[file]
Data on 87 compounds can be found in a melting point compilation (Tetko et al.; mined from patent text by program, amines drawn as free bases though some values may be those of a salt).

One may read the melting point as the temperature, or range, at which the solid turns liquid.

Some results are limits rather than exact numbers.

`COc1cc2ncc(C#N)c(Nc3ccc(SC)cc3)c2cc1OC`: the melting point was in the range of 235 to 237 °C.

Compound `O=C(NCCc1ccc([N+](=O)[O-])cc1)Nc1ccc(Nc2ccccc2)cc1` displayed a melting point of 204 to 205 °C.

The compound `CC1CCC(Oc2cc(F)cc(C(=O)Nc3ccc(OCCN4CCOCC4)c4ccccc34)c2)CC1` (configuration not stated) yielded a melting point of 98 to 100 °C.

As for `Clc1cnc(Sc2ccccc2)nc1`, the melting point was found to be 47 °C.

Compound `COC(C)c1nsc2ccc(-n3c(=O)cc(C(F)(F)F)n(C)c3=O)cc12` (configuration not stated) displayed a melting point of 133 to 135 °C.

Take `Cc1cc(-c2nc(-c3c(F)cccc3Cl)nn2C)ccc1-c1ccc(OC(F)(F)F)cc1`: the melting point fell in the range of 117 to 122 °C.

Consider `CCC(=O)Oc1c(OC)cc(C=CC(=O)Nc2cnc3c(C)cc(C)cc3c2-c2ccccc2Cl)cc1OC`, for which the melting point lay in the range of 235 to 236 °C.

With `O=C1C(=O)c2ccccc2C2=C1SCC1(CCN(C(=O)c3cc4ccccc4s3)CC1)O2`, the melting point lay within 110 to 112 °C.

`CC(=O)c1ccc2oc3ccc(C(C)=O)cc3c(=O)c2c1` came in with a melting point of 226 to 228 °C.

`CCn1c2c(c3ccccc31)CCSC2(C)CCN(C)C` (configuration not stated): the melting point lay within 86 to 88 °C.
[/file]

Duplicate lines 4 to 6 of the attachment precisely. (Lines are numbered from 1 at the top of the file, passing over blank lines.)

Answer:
`COc1cc2ncc(C#N)c(Nc3ccc(SC)cc3)c2cc1OC`: the melting point was in the range of 235 to 237 °C.

Compound `O=C(NCCc1ccc([N+](=O)[O-])cc1)Nc1ccc(Nc2ccccc2)cc1` displayed a melting point of 204 to 205 °C.

The compound `CC1CCC(Oc2cc(F)cc(C(=O)Nc3ccc(OCCN4CCOCC4)c4ccccc34)c2)CC1` (configuration not stated) yielded a melting point of 98 to 100 °C.